One is amazed at our government’s tireless efforts at impoverishing the people not only financially, but also intellectually and morally.
Coming on stream in May will be an app converting smartphones into dashcams. That will enable drivers to snitch on traffic violations and report them to the police in real time.
At launch, the app will work on 21 different offences, such as running a red light or failing to indicate, but the ability to clock other cars’ speed will also be added shortly. This technological breakthrough goes a long way towards the goal of turning us into a nation of snitches and spies.
We are already encouraged to denounce people suspected of tax evasion and ‘hate crimes’, such as saying it’s women and not men who give birth. Now we’ll be able to get rid of the traffic police, with every driver taking up the slack.
The app will inform the transgressor to the police in under a minute. And it’ll come with features ensuring that the evidence will stand up in court. No need to buy an expensive dashcam. Just put your finger to the touch screen, and another driver gets done.
It’s good to see that enterprising creativity isn’t yet extinct in Britain. One only wishes that talent were applied to a worthier end.
We are steadily moving to a bright future of no real policing. His Majesty’s subjects are already joining the ranks of volunteer informants, and before long they’ll be encouraged to arrest suspects and presumably rough them up if they resist. Yes, I know that the concept of a citizen’s arrest exists, by so far it hasn’t extended to such crimes as changing lanes without indicating.
If our officials believe that the new app will reduce the number of traffic offences, they may be right (although constantly checking other cars’ speed may well reduce the control of one’s own). However, if they think that such DIY policing will foster good community relations, they are grossly, catastrophically wrong.
Britain’s roads are far and away the safest in Europe. Thus, by trying to solve a problem that doesn’t exist, HMG aggravates one that’s already pernicious: the declining moral health of the nation.
When people begin to treat one another with suspicion, before long they’ll treat one another with hatred. This isn’t a theoretical postulate, but a confident observation by someone who has seen it all before.
For I grew up in a country where citizens were legally required to denounce one another at the slightest suspicion of political crimes. Those they denounced, millions of them, would often vanish without a trace, never to come back.
Hearsay was enough; evidence, hard or even soft, was strictly optional. That provided a perfect stratagem for getting rid of love rivals, neighbours whose room the snitch coveted, other candidates for the same promotion, spouses opposed to a divorce, strict parents and so on.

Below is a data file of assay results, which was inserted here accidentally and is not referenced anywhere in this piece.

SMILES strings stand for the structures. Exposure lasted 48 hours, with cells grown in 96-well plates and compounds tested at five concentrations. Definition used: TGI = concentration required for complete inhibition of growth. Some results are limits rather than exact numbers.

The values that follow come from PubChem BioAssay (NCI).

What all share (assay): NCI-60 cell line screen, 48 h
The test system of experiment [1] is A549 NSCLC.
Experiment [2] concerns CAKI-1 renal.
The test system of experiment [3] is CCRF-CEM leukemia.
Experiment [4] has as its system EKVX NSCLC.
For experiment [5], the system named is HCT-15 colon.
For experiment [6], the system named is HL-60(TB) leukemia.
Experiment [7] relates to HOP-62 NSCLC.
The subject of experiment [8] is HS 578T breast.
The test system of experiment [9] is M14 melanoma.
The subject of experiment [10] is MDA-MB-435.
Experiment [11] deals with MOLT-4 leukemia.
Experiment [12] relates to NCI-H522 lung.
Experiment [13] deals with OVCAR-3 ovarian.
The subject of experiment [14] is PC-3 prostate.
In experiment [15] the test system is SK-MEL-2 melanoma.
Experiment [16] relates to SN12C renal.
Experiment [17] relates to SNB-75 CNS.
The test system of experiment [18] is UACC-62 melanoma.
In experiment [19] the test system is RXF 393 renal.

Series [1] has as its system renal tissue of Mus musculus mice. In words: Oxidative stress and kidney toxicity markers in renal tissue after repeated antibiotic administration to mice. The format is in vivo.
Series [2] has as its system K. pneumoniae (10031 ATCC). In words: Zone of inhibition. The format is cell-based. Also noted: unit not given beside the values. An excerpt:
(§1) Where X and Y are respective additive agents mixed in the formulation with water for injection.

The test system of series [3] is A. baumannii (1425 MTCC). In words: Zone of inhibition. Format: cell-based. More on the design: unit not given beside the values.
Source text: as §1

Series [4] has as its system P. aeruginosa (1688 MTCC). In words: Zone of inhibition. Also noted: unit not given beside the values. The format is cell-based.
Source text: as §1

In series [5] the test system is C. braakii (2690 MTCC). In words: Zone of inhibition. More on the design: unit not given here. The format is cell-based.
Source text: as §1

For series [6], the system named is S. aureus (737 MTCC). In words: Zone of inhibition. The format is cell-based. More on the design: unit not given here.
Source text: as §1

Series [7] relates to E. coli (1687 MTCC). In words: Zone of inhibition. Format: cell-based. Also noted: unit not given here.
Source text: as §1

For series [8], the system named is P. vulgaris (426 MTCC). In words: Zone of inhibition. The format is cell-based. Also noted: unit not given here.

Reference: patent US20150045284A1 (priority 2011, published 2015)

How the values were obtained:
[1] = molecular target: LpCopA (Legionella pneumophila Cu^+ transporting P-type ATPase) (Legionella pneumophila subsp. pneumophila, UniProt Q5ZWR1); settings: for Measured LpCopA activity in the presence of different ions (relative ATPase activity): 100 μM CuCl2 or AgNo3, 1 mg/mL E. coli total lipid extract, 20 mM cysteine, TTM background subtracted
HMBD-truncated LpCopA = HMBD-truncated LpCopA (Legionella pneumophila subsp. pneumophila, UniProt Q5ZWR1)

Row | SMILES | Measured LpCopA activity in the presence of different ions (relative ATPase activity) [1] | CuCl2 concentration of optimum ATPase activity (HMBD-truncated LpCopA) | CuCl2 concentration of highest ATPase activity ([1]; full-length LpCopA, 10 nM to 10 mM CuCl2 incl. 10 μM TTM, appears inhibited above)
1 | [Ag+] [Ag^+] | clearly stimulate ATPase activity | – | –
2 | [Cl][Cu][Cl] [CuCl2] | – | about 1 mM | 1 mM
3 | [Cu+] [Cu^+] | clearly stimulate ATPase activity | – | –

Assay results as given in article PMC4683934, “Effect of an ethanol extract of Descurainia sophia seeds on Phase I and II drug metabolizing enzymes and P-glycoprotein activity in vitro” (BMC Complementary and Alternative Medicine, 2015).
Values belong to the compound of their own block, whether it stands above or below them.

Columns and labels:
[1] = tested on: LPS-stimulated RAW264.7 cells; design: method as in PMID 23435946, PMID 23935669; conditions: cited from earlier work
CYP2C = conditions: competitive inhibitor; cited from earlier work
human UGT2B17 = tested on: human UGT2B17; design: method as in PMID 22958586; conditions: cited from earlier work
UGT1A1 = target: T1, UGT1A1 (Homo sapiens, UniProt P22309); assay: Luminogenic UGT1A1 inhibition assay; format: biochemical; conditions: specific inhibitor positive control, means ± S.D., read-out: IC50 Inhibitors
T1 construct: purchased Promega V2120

The scripture Soviet children grew up on was the story of Pavlik Morozov, a 13-year-old peasant who denounced his father to a GPU murder squad and was consequently lynched by his surviving family. The story is largely apocryphal, but that’s not the point.
The point is that all Soviet children were brainwashed to see Pavlik as their role model. Snitching was raised to a civic duty and the highest virtue. In short order, that produced a population of deracinated individuals treating one another with suspicion, often hatred, and with a pandemic lack of trust.
Granted, a Briton caught jumping a red light isn’t going to suffer the same consequences as did a Russian guilty of telling a political joke in mixed company. A stiff fine is as far as we’ll go, at least for the time being. But the real damage will be done not to the finances of the denounced, but to the morality of the denouncers.
It is indeed one’s civic duty to report a felony, planned or committed, especially when people’s property and lives are at stake. Yet most of us go through life without ever getting the chance to do something like that.
Yet every one of Britain’s 30 million drivers witnesses (and, truth to tell, commits) dozens of traffic violations every time he takes to the road. How many drivers stick to the 20 mph limit on some of London’s major roads? I know I don’t.
Suddenly we’re no longer talking about doing one’s civic duty. We are talking about perverse, sanctimonious nastiness encouraged by the government with little regard for the damage done to collective morality.
Such damage is easier done than undone. Give it a generation or two, and it’ll seep into the national DNA, producing a social disaster. And I’ve already lived in a nation of Pavlik Morozovs, thank you very much.
3 thoughts on “Nation, police thyself”
Consequent upon the Criminal Law Act 1967 we no longer have felonies or misdemeanours in the UK. Other than that….I’m with you!
Thank you. Looks like I still haven’t lived down my American past.
Trying to solve a problem that doesn’t exist? That seems to be government’s raison d’etre in the 21st century. Imagine Patrick Henry’s response to the federal government acting to protect the rights of men to pretend to give birth!
We already have examples of neighbor-turned-informant from the summer of 2020, thank you very much. It turned ugly quickly. But we’re told it is for our own good. And the elites know better. As for your “lived experience” (as the Catholic hierarchy love to call it), it is only respected when it conforms to the correct world view. Your experience from the Soviet Union is anecdotal at best.
If we can get the general populace to report on traffic infringements and thought crimes we can indeed defund the police. There are no other crimes worth prosecuting. Job done!
However, I will admit that when I see someone doing something stupid or dangerous on the road I have often wished for cameras in my side view mirrors.